Shilpa S. Shetty v. Magna Publications Co. Ltd. & Ors.
AIR 2001 Bom 176
- Plaintiff was a film actress. Defendant No.1 was a publishing house. Defendant No. 2, director of the Defendant No.1 and Defendant No. 3 editor of a Film Journal published by Defendant No. 1 titled “Stardust”. Defendant No 4 was the contributor of that Journal.
- In October, 2000, Plaintiff gave an interview to Defendant No. 1 explaining her version of her break up with a fellow actor.
- In the same issue, an interview of the fellow actor was published giving his version.
- In November and December, 2000 and January, 2001 Defendant No. 1 published ‘three articles’. (One Article a Month)
- The grievance of the Plaintiff was that the ‘three articles’ are defamatory to the Plaintiff’s reputation and character.
- Plaintiff filed the present seeking an injunction from publication of such articles akin to the ‘three articles’ in future.
The present order is on the adjudication on motion for interim relief sought by the Plaintiff before the Learned Single Judge of the High Court of Bombay.
(Image Credits: Bollywood Hungama, License at: commons.wikimedia.org/wiki/File:Shilpa_Shetty_at_the_Wellfest_awards_2018_(19).jpg)
Plaintiff’s Contentions in Opening:
- In Article 1 (Exhibit A), of November, 2000, it is stated that Plaintiff developed a clandestine affair with another actor so much so that she attempted to break-up his relationship with another actress.
- In Article 2 (Exhibit B), of December, 2000, after referring to the alleged relationship with the two actors in bold letters, a question is asked “After all. only men qualify as womanisers. Nobody refers to a woman who changes companions as a ‘maniser’. right?”
- In Article 3 (Exhibit C), of January, 2001, there was a Caption “Scoop of the mouth Shilpa’s involvement with a married man”
- These articles bring down the reputation of the Plaintiff and are thus defamatory and scandalous.
- The situation contemplated in the ‘three articles’ was brought about by the Plaintiff herself in the article of October, 2000 and she cannot make grievance about it.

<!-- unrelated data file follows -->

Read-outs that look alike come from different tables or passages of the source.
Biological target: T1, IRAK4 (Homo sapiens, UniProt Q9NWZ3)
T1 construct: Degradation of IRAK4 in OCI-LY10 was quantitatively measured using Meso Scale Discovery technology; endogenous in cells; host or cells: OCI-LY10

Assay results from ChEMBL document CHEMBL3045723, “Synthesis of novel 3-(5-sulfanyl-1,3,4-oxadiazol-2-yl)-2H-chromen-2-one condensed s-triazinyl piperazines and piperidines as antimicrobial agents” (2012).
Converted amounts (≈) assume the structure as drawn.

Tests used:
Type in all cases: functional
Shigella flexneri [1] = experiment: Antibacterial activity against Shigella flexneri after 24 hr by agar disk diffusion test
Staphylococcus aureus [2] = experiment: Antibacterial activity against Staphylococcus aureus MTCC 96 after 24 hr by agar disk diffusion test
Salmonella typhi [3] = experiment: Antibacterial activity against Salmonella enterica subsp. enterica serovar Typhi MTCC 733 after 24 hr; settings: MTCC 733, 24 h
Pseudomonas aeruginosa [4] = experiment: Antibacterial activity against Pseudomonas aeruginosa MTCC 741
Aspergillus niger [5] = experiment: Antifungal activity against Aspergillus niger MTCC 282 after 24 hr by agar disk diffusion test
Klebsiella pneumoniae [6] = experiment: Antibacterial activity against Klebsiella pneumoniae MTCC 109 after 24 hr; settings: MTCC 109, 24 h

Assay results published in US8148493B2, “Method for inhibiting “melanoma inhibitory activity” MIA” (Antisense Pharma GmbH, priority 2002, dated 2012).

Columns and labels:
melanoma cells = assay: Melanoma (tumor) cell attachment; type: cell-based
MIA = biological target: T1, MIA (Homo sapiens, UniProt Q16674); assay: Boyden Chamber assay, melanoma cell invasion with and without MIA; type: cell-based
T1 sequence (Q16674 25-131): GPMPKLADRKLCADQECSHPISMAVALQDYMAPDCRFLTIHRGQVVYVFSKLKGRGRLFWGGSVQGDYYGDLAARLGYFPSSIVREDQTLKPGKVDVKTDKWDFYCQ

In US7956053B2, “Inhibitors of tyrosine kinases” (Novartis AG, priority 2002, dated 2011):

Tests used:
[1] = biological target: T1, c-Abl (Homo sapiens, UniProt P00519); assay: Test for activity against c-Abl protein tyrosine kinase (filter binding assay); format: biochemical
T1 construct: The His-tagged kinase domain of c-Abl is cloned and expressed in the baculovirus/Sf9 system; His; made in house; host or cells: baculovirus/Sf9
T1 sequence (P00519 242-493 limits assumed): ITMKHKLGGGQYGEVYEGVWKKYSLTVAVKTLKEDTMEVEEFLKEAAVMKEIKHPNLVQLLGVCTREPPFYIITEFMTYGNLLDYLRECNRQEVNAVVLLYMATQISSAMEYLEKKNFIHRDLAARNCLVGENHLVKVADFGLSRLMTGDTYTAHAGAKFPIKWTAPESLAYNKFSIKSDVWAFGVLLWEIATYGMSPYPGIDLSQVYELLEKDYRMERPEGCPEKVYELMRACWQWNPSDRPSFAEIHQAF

- In Woodward v. Hutchins, it was laid down that those who seek and welcome publicity of every kind bearing upon their private lives so long as it shows them in a favourable light, are in no position to complain of an Invasion of their privacy by publicity which shows them in an unfavourable light.
- Admittedly in the October Issue of Stardust the Plaintiff had given interview against the concerned actor. It is then the reaction of the concerned actor was printed in October Issue and then the disputed articles followed.
- Once the Plaintiff opened her personal life for comments, she could not prevent any comments being made by the Defendants or others at large and one must take the rough with the smooth.
- In Seymour v. Butterworth, it is stated that: “Those who fill a public position must not be too thin skinned in reference is comments made upon them. It would often happen that observations would be made upon public men which they know from the bottom of their hearts were undeserved and injust; yet they must bear with them and submit to be misunderstood for a time”.
- In Narrotamdas L. Shah v. Patel Maganbhai Revabhai, Hon’ble Court had observed in paragraph 21 that: “character is what a person “actually is”, while reputation is what neighbours and others say “what he is” …..It’s the estimation in which a person is held by others and not the opinion which he himself may have about himself.”